Poverty Facts

American Generosity

Some people have given me a bad time about my “over abundance” of posts on Jeffrey Sachs approach to defeating poverty and my quotes from not-so-centrist New York Times. As I state upfront, I’m not taking a liberal or conservative philosophy to defeating poverty. Rather I’m looking for what works and what scales up to sustainably lift people out of poverty. This is about trying to round-up the facts which can help me (and hopefully, you) make smarter decisions about where to invest your time and resources.

This past week, the Wall Street Journal posted an interesting op-ed piece called American Generosity. They quote research from the Hudson Institute which seeks to quantify the true level of international giving to poor nations by Americans from all sources. They note the often quote official development aid of $19.7 billion from USA government in 2004 is about 25% of the total of at least $90 billion given to the developing world by Americans. The difference is $71 billion donated through schools, religious institutions, companies, foundations and families.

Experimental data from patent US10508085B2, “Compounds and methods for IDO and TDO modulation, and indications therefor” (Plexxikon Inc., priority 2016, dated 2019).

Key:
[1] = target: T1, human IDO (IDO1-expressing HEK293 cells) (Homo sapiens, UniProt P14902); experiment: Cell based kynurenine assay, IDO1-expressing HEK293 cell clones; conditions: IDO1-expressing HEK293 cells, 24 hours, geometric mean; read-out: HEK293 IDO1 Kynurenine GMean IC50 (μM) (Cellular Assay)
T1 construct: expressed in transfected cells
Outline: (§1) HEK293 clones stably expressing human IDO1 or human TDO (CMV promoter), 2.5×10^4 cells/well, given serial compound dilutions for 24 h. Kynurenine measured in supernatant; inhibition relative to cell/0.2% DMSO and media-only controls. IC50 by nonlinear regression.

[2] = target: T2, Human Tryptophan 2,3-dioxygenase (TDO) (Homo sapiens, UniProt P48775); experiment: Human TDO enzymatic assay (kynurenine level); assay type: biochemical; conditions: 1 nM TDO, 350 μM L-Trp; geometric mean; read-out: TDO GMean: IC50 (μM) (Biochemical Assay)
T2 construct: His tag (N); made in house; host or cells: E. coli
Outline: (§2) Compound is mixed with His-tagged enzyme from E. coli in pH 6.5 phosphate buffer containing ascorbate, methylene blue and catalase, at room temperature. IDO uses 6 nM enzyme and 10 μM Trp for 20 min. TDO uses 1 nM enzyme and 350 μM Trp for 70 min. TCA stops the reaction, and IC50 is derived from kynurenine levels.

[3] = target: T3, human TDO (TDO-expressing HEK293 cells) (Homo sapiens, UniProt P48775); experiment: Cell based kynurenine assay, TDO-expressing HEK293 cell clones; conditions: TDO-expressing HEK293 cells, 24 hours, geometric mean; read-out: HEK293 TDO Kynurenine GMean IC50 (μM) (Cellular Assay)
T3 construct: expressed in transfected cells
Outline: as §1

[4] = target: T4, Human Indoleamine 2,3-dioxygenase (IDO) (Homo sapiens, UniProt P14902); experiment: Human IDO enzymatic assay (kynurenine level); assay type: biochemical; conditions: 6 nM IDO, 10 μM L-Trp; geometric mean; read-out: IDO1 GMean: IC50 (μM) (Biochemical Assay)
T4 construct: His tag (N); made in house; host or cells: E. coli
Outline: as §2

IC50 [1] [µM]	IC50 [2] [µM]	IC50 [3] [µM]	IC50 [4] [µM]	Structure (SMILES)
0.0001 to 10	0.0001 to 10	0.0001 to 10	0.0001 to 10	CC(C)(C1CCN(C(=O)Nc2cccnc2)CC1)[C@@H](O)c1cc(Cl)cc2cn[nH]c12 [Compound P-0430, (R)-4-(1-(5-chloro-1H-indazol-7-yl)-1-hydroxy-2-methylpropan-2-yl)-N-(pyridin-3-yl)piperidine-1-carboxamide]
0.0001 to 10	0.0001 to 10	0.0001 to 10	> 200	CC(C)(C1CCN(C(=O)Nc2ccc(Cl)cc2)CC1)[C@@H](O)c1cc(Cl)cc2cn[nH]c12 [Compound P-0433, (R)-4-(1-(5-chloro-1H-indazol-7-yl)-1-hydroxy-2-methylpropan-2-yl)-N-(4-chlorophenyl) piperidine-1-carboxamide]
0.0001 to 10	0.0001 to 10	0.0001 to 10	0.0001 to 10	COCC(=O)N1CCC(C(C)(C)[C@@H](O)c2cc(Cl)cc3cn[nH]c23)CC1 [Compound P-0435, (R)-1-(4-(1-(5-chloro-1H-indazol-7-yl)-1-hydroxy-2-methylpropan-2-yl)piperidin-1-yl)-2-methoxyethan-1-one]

The largest single item is at least $47 billion in remittances “sent home” by immigrants and temporary workers. This remittances have very little or no overhead and generally go directly to the poor to help with basic needs.

This is by no means a reason for US aid to be decreased or not increased appropriately. But it does indicate that transfer of wealth can and will happen on multiple levels and that the government is increasingly a smaller player in actual wealth transfer. I don’t think this is a surprising story in an increasingly global financial world. Many of my posts are about how you can directly invest in defeating poverty.

One thought on “American Generosity

  1. No one has yet answered a primary question of whether America is going broke by its desire to alleviate global poverty.That might also be called falling through the black hole of gifting where the gifts are never enough because of the persons who lache on to skim the cream of the crop as their deceptive entrepreneurial opportunity to tap into the gift that keeps on giving.

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